National dwelling values were unchanged in August according to the CoreLogic Home Value Index. It was the seventh consecutive month in which the change in dwelling values improved and it was the first time since March 2018 that national values didn’t record a monthly fall. The annual rate of decline in July 2019 was recorded at -6.4%, which has slowed from a recent peak of -7.3% in May 2019, and it was the smallest annual decline since February 2019.
The consistent reduction in the rate of decline continues to be largely driven by a levelling out in Sydney and Melbourne dwelling values. The improving conditions spread in July with each of Sydney, Melbourne, Brisbane, Hobart, Darwin, regional SA, regional Tas and regional NT recording a rise in values over the month. For Sydney, Melbourne, Hobart, regional SA and regional NT value have increased now for successive months.
Over the three months to July 2019, national dwelling values fell by -0.5% which was their smallest decline over a three-month period since May 2018. Over the past three months, most regions have recorded a decline in values with Melbourne, Hobart, regional SA, regional Tas and regional NT the exceptions.
Over the past year, national dwelling values have fallen by -6.4% with the combined capital cities recording a larger -7.3% fall compared to a -3.0% fall across the combined regional markets. Hobart and Canberra are the only capital cities in which values have increased over the year while regional SA, regional Tas and regional NT have also recorded value increases.
Despite the recent slowing of value declines, values remain a long way from their peak. National dwelling values peaked in October 2017 and they are currently -8.3% lower than their peak with the combined capital cities recording a larger overall fall (-10.1%) than the combined regional markets (-3.5%). Every capital city is currently experiencing dwelling values below their peak with Adelaide, Hobart and Canberra recording falls of less than 2% while Perth and Darwin have recorded cumulative declines in excess of 20%. In regional areas, regional Tas is the only market where values are at historic highs while peak to current falls are less than 10% across each market except WA where values are almost 35% lower than their peak.
As the value declines continue to slow and result in an unchanged national index in July 2019, it seems that the worst of the housing market conditions have now passed. With reduced serviceability limits, consecutive 25 basis point cuts to official interest rates, tax cuts and the removal of potential for changes to rules around property investment it certainly seems that purchasers have seen improved confidence. This has also been reflected in a large improvement in auction clearance rates since the federal election although it should be highlighted that volumes remain low compared to recent years. Importantly, you can only auction what’s available for sale and newly advertised housing stock for sale is currently at historically low levels although there are early signs that it might be increasing. We would expect a surge in new stock to occur as the market heads to and enters spring.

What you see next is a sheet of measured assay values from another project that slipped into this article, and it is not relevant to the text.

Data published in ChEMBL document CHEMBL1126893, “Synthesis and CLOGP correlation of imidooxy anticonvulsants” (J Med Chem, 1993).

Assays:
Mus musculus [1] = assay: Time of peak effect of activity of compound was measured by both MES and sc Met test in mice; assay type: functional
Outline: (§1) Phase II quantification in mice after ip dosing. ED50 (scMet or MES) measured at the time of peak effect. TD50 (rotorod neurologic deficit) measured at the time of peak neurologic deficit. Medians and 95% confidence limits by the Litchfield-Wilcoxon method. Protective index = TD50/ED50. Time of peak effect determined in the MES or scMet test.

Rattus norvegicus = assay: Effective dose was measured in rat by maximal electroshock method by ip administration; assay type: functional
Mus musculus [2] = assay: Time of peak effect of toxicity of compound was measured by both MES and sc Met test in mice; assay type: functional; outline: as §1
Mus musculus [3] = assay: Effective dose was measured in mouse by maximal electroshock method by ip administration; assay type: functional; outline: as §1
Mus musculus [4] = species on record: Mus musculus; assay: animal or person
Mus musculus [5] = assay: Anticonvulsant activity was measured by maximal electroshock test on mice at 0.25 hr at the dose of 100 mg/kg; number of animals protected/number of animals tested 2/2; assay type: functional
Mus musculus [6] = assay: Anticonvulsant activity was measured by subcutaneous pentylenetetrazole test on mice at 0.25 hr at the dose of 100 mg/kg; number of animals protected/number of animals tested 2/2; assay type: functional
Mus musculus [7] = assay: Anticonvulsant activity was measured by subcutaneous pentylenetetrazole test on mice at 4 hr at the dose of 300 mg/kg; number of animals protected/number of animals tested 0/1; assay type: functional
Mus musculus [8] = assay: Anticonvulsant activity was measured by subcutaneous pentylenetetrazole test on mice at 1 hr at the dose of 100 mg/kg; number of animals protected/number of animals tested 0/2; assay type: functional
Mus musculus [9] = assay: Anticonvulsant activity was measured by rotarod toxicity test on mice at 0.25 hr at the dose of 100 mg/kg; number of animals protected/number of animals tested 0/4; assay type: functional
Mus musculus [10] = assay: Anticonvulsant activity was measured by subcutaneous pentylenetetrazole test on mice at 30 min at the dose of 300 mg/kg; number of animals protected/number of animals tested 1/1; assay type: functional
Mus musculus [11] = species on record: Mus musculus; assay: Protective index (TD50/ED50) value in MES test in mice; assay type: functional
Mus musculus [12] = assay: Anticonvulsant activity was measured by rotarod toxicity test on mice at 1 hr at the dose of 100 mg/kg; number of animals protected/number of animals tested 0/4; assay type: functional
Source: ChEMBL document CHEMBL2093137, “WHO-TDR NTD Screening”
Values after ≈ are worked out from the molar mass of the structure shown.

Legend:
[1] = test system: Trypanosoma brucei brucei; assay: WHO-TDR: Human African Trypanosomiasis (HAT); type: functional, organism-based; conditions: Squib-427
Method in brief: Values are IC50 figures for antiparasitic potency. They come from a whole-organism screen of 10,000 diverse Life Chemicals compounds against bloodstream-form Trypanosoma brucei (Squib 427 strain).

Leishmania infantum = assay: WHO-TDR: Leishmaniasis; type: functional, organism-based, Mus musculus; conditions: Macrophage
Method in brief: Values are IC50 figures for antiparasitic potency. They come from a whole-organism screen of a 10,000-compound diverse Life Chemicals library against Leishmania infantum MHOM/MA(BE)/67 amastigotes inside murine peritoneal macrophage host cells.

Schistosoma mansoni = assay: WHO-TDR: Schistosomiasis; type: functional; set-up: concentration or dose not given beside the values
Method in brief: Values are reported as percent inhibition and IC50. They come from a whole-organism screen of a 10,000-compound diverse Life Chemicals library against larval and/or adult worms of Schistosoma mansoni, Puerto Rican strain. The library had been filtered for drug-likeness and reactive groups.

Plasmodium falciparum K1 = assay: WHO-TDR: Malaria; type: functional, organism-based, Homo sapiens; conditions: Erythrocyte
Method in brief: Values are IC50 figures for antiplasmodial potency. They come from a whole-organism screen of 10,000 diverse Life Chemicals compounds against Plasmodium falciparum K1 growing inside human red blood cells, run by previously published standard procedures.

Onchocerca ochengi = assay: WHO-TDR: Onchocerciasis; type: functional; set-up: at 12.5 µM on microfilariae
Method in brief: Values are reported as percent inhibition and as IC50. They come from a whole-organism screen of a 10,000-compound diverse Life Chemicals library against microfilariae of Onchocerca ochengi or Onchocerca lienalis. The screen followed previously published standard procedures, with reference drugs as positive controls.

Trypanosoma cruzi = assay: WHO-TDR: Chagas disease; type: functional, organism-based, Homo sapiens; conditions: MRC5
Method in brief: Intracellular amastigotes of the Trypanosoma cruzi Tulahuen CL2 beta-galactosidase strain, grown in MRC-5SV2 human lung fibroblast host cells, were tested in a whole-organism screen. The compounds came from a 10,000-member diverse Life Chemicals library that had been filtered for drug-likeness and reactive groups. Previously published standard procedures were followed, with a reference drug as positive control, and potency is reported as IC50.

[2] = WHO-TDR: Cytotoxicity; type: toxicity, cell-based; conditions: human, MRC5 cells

The latest housing finance data to May 2019 has shown a continuation of the declines in demand for mortgages however, there has been a clear slowing of the decline. Importantly, the recent increase improvement in dwelling value changes is likely to take some time to flow through to housing finance data. It is anticipated that over the coming months the recent improvement in the data will continue with some potential rises in mortgage demand.
While housing market conditions look to be improving there remains plenty of questions regarding how a recovery will play out. The most expensive cities have seen some of the largest declines over recent years yet they are the first ones to show early signs of a recovery. One of the key drivers of the recovery is likely to be a degree of pent-up demand given low mortgage rates, large populations and relatively strong economies. Nevertheless, CoreLogic is not anticipating a rapid recovery in any of the national housing markets. The main reason is that although lending restrictions have eased, July saw the expansion of comprehensive credit reporting (CCR). As a result, lenders will have a lot more information about borrowers from which to make decisions about credit-worthiness. Furthermore, while the serviceability limits have been relaxed making borrowing somewhat easier than it has been over recent years, lending policies and scrutiny of borrower expenses remain much more stringent than they were previously. Given all these factors, it is anticipated that the market sees a slow recovery in values over the coming years.
The next big test for the housing market will come over the coming months. The amount of new stock being advertised for sale has been historically low over recent months, over the coming months it is anticipated that new listings will lift which is the typical seasonal pattern as the market moves into spring. The magnitude of this lift is not yet known however, it will reveal a lot more about the actual depth of buyers in the current market.
Looking forward, we expect the recent increases in dwelling values to continue at a slow pace over the coming months. The recovery is likely to continue to be led by Sydney and Melbourne with the other capital cities finding their floor and then beginning a slow recovery over the coming months.